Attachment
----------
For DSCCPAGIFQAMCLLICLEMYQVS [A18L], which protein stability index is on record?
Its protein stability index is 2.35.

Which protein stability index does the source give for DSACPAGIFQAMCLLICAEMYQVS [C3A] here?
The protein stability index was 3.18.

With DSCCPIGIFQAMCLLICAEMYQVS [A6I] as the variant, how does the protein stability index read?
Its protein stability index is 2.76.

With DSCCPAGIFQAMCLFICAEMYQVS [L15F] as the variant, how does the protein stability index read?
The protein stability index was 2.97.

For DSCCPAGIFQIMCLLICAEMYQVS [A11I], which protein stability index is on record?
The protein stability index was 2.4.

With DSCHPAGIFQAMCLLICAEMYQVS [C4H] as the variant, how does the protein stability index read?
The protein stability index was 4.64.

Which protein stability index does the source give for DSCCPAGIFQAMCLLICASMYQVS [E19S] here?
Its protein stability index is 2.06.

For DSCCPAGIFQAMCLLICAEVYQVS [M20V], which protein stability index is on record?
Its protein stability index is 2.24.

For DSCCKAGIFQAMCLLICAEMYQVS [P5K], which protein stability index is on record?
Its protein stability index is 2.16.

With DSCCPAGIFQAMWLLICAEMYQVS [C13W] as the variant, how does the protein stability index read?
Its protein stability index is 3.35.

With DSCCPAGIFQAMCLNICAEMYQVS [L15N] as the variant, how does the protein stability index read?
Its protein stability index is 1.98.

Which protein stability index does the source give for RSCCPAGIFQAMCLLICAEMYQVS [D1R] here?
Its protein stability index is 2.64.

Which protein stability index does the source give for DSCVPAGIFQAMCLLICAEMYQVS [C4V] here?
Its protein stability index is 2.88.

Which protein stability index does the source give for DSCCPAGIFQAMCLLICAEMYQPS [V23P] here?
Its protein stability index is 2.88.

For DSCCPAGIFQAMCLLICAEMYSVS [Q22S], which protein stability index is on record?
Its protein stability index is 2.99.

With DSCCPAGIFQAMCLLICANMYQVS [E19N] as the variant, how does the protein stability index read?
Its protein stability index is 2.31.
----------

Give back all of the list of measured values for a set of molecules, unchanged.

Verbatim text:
For DSCCPAGIFQAMCLLICLEMYQVS [A18L], which protein stability index is on record?
Its protein stability index is 2.35.

Which protein stability index does the source give for DSACPAGIFQAMCLLICAEMYQVS [C3A] here?
The protein stability index was 3.18.

With DSCCPIGIFQAMCLLICAEMYQVS [A6I] as the variant, how does the protein stability index read?
Its protein stability index is 2.76.

With DSCCPAGIFQAMCLFICAEMYQVS [L15F] as the variant, how does the protein stability index read?
The protein stability index was 2.97.

For DSCCPAGIFQIMCLLICAEMYQVS [A11I], which protein stability index is on record?
The protein stability index was 2.4.

With DSCHPAGIFQAMCLLICAEMYQVS [C4H] as the variant, how does the protein stability index read?
The protein stability index was 4.64.

Which protein stability index does the source give for DSCCPAGIFQAMCLLICASMYQVS [E19S] here?
Its protein stability index is 2.06.

For DSCCPAGIFQAMCLLICAEVYQVS [M20V], which protein stability index is on record?
Its protein stability index is 2.24.

For DSCCKAGIFQAMCLLICAEMYQVS [P5K], which protein stability index is on record?
Its protein stability index is 2.16.

With DSCCPAGIFQAMWLLICAEMYQVS [C13W] as the variant, how does the protein stability index read?
Its protein stability index is 3.35.

With DSCCPAGIFQAMCLNICAEMYQVS [L15N] as the variant, how does the protein stability index read?
Its protein stability index is 1.98.

Which protein stability index does the source give for RSCCPAGIFQAMCLLICAEMYQVS [D1R] here?
Its protein stability index is 2.64.

Which protein stability index does the source give for DSCVPAGIFQAMCLLICAEMYQVS [C4V] here?
Its protein stability index is 2.88.

Which protein stability index does the source give for DSCCPAGIFQAMCLLICAEMYQPS [V23P] here?
Its protein stability index is 2.88.

For DSCCPAGIFQAMCLLICAEMYSVS [Q22S], which protein stability index is on record?
Its protein stability index is 2.99.

With DSCCPAGIFQAMCLLICANMYQVS [E19N] as the variant, how does the protein stability index read?
Its protein stability index is 2.31.